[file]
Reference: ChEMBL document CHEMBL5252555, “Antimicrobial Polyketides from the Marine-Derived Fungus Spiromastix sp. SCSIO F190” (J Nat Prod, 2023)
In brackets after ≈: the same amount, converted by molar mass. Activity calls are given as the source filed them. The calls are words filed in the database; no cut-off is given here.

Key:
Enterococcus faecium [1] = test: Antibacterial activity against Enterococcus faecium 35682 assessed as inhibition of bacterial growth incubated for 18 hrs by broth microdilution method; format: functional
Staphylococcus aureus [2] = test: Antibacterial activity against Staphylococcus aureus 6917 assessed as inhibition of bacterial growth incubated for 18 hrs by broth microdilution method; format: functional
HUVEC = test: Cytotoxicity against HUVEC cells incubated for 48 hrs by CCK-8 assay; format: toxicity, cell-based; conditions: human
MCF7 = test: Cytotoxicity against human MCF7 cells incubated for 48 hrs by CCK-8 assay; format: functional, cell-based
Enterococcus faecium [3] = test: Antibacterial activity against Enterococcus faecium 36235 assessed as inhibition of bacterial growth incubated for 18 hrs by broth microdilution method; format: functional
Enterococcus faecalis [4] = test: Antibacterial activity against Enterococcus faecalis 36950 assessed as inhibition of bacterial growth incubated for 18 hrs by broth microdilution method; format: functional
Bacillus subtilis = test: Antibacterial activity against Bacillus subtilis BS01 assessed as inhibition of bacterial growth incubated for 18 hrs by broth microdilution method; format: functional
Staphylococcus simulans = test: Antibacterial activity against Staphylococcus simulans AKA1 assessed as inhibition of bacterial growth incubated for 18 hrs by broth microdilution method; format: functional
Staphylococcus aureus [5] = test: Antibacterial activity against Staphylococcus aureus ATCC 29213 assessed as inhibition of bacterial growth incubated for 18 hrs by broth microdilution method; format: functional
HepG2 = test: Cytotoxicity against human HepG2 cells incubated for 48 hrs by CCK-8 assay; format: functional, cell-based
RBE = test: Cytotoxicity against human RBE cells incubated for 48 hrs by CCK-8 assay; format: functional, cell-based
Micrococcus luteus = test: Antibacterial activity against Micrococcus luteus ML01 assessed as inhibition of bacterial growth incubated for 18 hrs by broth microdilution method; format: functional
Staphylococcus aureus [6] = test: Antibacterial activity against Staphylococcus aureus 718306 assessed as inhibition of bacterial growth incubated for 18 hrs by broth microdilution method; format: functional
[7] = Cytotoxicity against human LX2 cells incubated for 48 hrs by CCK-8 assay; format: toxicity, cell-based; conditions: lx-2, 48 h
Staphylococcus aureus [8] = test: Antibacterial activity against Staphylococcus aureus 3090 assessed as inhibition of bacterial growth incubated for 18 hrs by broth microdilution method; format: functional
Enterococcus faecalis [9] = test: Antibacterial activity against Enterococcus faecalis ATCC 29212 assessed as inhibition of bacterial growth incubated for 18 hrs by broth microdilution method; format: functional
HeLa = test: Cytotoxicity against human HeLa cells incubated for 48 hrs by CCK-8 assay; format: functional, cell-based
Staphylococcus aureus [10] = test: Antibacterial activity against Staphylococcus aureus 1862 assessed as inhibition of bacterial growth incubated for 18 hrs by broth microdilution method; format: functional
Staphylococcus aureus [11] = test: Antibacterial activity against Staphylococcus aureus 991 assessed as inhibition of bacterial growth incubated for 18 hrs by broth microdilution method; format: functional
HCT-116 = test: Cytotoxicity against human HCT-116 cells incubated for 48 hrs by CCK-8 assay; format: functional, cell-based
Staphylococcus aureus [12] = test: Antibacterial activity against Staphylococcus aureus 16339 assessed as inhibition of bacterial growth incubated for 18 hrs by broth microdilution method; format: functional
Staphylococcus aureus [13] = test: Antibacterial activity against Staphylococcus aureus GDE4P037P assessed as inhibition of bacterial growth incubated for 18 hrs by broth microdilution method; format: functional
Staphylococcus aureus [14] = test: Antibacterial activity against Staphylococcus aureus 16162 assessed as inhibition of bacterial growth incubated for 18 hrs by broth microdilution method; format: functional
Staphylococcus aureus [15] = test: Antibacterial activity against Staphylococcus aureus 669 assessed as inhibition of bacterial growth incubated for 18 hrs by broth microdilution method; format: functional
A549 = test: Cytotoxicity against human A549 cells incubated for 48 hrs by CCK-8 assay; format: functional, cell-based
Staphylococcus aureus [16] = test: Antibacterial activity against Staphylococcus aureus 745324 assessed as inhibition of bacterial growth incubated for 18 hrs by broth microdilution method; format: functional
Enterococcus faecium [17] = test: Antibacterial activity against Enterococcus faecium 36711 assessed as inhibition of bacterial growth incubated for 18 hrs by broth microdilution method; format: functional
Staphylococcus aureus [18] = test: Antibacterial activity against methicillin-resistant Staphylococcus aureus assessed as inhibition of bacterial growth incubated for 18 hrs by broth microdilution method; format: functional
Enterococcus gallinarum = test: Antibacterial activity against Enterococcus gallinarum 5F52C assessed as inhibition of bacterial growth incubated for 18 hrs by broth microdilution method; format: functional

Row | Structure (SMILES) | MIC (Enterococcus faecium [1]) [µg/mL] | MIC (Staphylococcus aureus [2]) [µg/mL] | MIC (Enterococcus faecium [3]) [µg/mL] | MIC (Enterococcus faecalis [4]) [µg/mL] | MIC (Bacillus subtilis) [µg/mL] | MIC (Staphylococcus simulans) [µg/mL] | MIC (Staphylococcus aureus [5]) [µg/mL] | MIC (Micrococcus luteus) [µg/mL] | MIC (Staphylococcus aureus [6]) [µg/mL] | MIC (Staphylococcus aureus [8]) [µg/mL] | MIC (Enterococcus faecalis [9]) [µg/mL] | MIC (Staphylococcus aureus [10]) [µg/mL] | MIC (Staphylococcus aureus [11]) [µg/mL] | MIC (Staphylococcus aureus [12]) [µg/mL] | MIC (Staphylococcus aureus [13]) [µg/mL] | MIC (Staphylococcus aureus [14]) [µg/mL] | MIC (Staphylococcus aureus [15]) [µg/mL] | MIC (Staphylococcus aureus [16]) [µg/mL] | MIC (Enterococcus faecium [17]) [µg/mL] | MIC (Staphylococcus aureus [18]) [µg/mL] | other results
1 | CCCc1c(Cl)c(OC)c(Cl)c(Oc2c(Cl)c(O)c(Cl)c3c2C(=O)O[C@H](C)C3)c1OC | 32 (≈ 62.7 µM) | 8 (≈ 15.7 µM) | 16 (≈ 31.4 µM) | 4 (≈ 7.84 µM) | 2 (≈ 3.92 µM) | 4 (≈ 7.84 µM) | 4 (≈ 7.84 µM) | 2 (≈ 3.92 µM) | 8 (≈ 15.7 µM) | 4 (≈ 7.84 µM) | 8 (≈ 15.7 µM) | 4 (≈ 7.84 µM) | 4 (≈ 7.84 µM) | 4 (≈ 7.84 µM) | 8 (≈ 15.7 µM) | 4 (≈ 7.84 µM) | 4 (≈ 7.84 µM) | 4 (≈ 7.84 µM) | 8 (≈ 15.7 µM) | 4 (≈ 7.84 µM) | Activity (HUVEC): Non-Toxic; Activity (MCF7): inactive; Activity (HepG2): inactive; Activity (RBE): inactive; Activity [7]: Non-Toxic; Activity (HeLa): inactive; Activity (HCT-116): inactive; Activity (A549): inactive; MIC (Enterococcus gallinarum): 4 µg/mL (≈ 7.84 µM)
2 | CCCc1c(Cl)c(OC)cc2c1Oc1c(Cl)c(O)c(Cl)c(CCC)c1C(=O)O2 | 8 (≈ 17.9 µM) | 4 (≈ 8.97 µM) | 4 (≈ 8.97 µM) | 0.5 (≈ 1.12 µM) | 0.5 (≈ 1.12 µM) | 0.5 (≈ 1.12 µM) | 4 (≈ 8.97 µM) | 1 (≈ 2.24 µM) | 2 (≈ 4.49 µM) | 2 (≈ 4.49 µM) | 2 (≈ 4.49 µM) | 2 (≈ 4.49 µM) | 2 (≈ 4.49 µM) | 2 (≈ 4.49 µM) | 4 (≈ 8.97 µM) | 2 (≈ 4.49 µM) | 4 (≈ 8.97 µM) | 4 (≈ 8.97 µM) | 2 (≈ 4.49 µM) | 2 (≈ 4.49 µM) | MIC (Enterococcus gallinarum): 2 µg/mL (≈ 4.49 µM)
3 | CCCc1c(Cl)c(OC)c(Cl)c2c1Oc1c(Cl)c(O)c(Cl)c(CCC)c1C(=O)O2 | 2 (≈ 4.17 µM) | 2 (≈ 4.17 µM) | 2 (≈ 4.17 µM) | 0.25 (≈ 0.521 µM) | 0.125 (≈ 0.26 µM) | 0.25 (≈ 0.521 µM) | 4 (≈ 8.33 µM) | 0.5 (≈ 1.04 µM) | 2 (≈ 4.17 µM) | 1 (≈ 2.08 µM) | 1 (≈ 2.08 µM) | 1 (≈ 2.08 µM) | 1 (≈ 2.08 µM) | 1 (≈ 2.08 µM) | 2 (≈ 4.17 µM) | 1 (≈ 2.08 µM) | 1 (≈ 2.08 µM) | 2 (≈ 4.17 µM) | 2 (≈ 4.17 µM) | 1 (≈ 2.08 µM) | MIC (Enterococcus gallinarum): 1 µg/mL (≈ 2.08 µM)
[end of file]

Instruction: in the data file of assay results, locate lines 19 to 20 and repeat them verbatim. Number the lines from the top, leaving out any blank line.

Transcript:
Enterococcus faecalis [9] = test: Antibacterial activity against Enterococcus faecalis ATCC 29212 assessed as inhibition of bacterial growth incubated for 18 hrs by broth microdilution method; format: functional
HeLa = test: Cytotoxicity against human HeLa cells incubated for 48 hrs by CCK-8 assay; format: functional, cell-based